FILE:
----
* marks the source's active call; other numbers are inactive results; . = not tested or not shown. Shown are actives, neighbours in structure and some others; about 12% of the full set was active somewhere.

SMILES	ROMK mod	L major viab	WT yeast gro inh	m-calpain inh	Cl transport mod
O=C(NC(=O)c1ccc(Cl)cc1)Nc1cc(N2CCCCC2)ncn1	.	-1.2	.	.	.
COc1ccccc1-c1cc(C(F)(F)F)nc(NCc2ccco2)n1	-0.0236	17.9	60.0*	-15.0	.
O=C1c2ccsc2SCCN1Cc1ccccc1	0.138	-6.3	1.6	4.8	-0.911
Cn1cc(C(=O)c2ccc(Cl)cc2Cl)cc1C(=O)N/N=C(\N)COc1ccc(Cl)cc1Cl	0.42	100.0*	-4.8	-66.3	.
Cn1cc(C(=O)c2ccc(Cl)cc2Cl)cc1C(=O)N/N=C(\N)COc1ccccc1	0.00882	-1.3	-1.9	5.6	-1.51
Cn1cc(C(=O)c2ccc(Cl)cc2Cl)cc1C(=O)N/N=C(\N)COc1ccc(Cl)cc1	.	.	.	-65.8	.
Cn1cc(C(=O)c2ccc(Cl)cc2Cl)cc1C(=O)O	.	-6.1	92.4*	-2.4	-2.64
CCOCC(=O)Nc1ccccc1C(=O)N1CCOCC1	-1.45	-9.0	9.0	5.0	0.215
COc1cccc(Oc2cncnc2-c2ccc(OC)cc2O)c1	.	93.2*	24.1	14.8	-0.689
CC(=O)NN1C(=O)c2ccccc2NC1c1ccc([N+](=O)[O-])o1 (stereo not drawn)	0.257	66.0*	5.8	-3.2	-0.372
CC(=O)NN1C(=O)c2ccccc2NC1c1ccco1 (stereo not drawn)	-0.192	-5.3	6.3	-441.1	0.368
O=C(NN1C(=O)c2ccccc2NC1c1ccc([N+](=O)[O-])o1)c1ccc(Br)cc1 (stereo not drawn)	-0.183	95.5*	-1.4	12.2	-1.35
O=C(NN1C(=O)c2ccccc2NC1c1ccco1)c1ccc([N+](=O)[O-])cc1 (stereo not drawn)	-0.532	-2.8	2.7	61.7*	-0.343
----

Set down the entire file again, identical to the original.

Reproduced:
* marks the source's active call; other numbers are inactive results; . = not tested or not shown. Shown are actives, neighbours in structure and some others; about 12% of the full set was active somewhere.

SMILES	ROMK mod	L major viab	WT yeast gro inh	m-calpain inh	Cl transport mod
O=C(NC(=O)c1ccc(Cl)cc1)Nc1cc(N2CCCCC2)ncn1	.	-1.2	.	.	.
COc1ccccc1-c1cc(C(F)(F)F)nc(NCc2ccco2)n1	-0.0236	17.9	60.0*	-15.0	.
O=C1c2ccsc2SCCN1Cc1ccccc1	0.138	-6.3	1.6	4.8	-0.911
Cn1cc(C(=O)c2ccc(Cl)cc2Cl)cc1C(=O)N/N=C(\N)COc1ccc(Cl)cc1Cl	0.42	100.0*	-4.8	-66.3	.
Cn1cc(C(=O)c2ccc(Cl)cc2Cl)cc1C(=O)N/N=C(\N)COc1ccccc1	0.00882	-1.3	-1.9	5.6	-1.51
Cn1cc(C(=O)c2ccc(Cl)cc2Cl)cc1C(=O)N/N=C(\N)COc1ccc(Cl)cc1	.	.	.	-65.8	.
Cn1cc(C(=O)c2ccc(Cl)cc2Cl)cc1C(=O)O	.	-6.1	92.4*	-2.4	-2.64
CCOCC(=O)Nc1ccccc1C(=O)N1CCOCC1	-1.45	-9.0	9.0	5.0	0.215
COc1cccc(Oc2cncnc2-c2ccc(OC)cc2O)c1	.	93.2*	24.1	14.8	-0.689
CC(=O)NN1C(=O)c2ccccc2NC1c1ccc([N+](=O)[O-])o1 (stereo not drawn)	0.257	66.0*	5.8	-3.2	-0.372
CC(=O)NN1C(=O)c2ccccc2NC1c1ccco1 (stereo not drawn)	-0.192	-5.3	6.3	-441.1	0.368
O=C(NN1C(=O)c2ccccc2NC1c1ccc([N+](=O)[O-])o1)c1ccc(Br)cc1 (stereo not drawn)	-0.183	95.5*	-1.4	12.2	-1.35
O=C(NN1C(=O)c2ccccc2NC1c1ccco1)c1ccc([N+](=O)[O-])cc1 (stereo not drawn)	-0.532	-2.8	2.7	61.7*	-0.343